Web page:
1Department of Geography, National Taiwan University, Taipei, Taiwan
2Research Center for Environmental Changes, Academia Sinica, Taipei, Taiwan
3State Key Laboratory of Marine Environmental Science, Xiamen University, Xiamen, China
4Department of Life Sciences, National Chung Hsing University, Taichung, Taiwan
5Department of Soil and Environmental Sciences, National Chung Hsing University, Taichung, Taiwan
Received: 05 Nov 2010 – Published in Hydrol. Earth Syst. Sci. Discuss.: 07 Dec 2010
Abstract. Nitrate export in small subtropical watersheds is rarely observed and the estimation of individual land use nitrate yield from a mixed combination within catchments has scarcely been studied. In this study the nitrate concentrations at 16 nested catchments in the Chi-Chia-Wan watershed in Central Taiwan were measured during 2007–2008. A 3-layer TOPMODEL was applied to estimate daily discharge for ungauged sub-catchments. The observed nitrate concentrations and the simulated discharges were used for nitrate flux estimations through four flux methods. Meanwhile, a new deconvolution computation was developed to resolve the nitrate yield of each land use from within the mixed combinations.
Revised: 05 Jan 2012 – Accepted: 25 Jan 2012 – Published: 06 Mar 2012
The results showed that the observed mean NO3-N concentration in relatively pristine catchments was approximately 0.145 ± 0.103 mg l−1, which is comparable with other forestry catchments around the world. However, the higher rainfall/runoff, substantial N deposition, and other nitrogen sources resulted in significantly higher annual export of approximately 238–1018 kg-N km−2 yr−1. Our deconvolution computation showed that the background yield of natural forestry was ~351 ±62 kg-N km−2 yr−1. On the other hand, the extremely high nitrate yield of active farmland was ~308, 170 ± 19 241 kg-N km−2 yr−1 due to over-fertilization. The deconvolution computation technique is capable of tracing the mixed signals at the outlet back to the nitrate productions from varied land use patterns. It advances the application of river monitoring network. The typical values of nitrate yields can serve as a guideline for land management. Comparing the nitrogen input and output, we found some nitrogen missing in the cycling which may indicate certain removal processes and we therefore suggest further study to be carried out to fully understand nitrogen cycling in subtropics.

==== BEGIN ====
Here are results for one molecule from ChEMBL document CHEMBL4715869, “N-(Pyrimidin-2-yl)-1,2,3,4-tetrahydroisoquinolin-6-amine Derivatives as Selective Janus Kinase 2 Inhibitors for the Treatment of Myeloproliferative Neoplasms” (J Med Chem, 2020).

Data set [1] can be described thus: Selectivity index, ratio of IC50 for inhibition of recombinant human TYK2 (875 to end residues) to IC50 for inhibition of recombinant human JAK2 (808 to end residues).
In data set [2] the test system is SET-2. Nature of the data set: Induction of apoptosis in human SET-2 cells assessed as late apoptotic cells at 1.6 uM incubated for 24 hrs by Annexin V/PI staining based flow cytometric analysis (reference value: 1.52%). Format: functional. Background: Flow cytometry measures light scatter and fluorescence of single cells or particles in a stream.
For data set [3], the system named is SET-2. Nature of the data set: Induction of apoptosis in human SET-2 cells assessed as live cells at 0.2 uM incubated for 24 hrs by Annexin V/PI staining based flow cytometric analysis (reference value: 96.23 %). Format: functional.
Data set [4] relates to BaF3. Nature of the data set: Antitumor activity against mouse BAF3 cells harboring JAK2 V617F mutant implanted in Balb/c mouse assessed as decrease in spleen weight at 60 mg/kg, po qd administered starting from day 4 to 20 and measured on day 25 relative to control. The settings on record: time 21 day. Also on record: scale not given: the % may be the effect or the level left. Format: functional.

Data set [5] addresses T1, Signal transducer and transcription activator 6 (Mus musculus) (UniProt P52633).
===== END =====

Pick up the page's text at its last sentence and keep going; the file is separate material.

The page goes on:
Huang, J.-C., Lee, T.-Y., Kao, S.-J., Hsu, S.-C., Lin, H.-J., and Peng, T.-R.: Land use effect and hydrological control on nitrate yield in subtropical mountainous watersheds, Hydrol. Earth Syst. Sci., 16, 699-714, doi:10.5194/hess-16-699-2012, 2012.